* Global coronavirus deaths surpass 1 million -Reuters tally
* Top traders see tepid oil demand recovery
* Trump-Biden debate in focus
* Japan's August crude imports slump nearly 26%
(Updates prices, adds analysts' comments, Trump-Biden debate,
FT summit remarks, changes dateline to London)
By Bozorgmehr Sharafedin
LONDON, Sept 29 (Reuters) - Oil prices fell on Tuesday as
Europe and the United States grappled with a surge in new
coronavirus infections and investors were cautious ahead of the
first U.S. presidential debate.
Brent's November contract, which expires on
Wednesday, fell 28 cents, or 0.7%, to $42.15 per barrel by 0921
GMT. The more-active Brent crude for December fell 31
cents, or 0.7%, to $42.56 a barrel.
U.S. West Texas Intermediate (WTI) crude dropped 32
cents, or 0.8%, to $40.28 a barrel.
More than one million people have died of COVID-19 worldwide
as of Tuesday, according to a Reuters tally, a bleak milestone
in a pandemic that has devastated the global economy and fuel
"Rising numbers of new corona cases in the United States and
Europe are limiting the upside potential (for oil prices)," said
Commerzbank analyst Carsten Fritsch.
The heads of the world's largest trading houses predicted
tepid oil demand recovery and flat prices due to the coronavirus
pandemic in coming months and possibly even years.
Meanwhile, all eyes were on the first U.S. presidential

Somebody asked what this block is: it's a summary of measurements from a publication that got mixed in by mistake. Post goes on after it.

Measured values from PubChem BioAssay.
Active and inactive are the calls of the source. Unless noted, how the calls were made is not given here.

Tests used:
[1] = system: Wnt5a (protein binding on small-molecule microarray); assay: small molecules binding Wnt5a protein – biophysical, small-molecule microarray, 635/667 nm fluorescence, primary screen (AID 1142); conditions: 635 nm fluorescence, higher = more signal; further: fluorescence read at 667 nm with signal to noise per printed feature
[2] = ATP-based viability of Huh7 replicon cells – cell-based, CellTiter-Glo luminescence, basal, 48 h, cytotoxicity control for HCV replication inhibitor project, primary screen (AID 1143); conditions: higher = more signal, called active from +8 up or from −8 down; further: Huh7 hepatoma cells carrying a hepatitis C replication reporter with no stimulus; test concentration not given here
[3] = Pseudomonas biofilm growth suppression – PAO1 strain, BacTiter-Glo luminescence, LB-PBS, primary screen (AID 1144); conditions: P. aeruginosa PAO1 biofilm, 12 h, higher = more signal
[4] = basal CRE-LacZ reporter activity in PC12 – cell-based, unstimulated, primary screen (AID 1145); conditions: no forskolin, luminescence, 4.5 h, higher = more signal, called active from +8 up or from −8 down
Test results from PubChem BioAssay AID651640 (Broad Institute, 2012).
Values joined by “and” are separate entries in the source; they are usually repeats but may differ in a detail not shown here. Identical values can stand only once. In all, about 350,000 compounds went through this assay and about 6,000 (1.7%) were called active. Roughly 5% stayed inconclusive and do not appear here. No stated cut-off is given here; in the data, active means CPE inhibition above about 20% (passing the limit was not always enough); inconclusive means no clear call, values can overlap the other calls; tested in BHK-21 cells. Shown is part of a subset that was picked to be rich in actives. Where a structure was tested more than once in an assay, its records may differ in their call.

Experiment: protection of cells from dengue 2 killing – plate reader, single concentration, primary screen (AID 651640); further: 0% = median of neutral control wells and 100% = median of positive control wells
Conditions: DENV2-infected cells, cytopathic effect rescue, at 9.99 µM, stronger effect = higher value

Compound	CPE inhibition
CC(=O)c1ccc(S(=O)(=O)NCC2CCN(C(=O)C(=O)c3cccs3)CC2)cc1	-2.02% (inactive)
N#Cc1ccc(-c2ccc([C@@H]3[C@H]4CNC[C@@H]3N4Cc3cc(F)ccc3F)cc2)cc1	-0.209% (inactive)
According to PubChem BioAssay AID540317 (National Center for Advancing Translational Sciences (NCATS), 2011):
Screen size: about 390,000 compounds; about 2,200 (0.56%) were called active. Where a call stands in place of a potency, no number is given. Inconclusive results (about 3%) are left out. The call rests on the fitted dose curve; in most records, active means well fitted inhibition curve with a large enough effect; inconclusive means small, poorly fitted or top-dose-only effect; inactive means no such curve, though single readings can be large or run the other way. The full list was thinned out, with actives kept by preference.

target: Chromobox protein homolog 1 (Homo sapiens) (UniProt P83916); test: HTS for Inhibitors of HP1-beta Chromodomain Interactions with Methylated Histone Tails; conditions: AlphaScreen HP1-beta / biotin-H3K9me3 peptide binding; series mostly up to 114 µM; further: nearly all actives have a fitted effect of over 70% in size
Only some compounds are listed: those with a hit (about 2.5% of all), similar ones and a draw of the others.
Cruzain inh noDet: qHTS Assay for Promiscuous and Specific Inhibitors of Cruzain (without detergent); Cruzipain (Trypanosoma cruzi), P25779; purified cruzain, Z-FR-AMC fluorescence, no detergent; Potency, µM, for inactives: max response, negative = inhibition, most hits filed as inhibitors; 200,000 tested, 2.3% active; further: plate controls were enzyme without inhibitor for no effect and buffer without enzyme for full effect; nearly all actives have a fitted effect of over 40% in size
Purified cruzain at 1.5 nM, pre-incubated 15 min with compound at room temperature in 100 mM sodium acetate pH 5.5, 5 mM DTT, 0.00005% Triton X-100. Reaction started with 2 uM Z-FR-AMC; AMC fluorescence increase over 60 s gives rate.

election debate where Democrat Joe Biden and Republican Donald
Trump will square off later on Tuesday (0100 GMT on Wednesday).
Hopes of a new economic stimulus programme in the United
States lent some support to prices as Democratic lawmakers
unveiled a new $2.2 trillion coronavirus relief bill, which
House of Representatives Speaker Nancy Pelosi said was a
Investors will be looking for signs of growth in U.S. demand
from American Petroleum Institute data on Tuesday and from the
Energy Information Administration on Wednesday.
Five analysts polled by Reuters on average estimate U.S.
crude oil inventories rose by 1.4 million barrels in the week to
Sept. 25. They expect gasoline stockpiles fell by 1.6 million
barrels and distillate inventories, which include diesel and jet
fuel, fell by 800,000 barrels.
Clashes between Armenia and Azerbaijan over the
Nagorno-Karabakh region have also kept markets on edge. If the
conflict escalates, it could affect oil and gas exports from
"Disruptions to output and exports do not seem imminent,
nevertheless the conflict has raised the geopolitical risk
temperature," said oil broker PVM's Tamas Varga.
In a clear sign of weak demand in Japan, the world's
fourth-biggest crude buyer, official data showed the country's
imports of oil in August fell more than 25% from a year earlier.
(Reporting by Bozorgmehr Sharafedin in London, additional
reporting by Sonali Paul in Melbourne and Koustav Samanta in
Editing by Susan Fenton)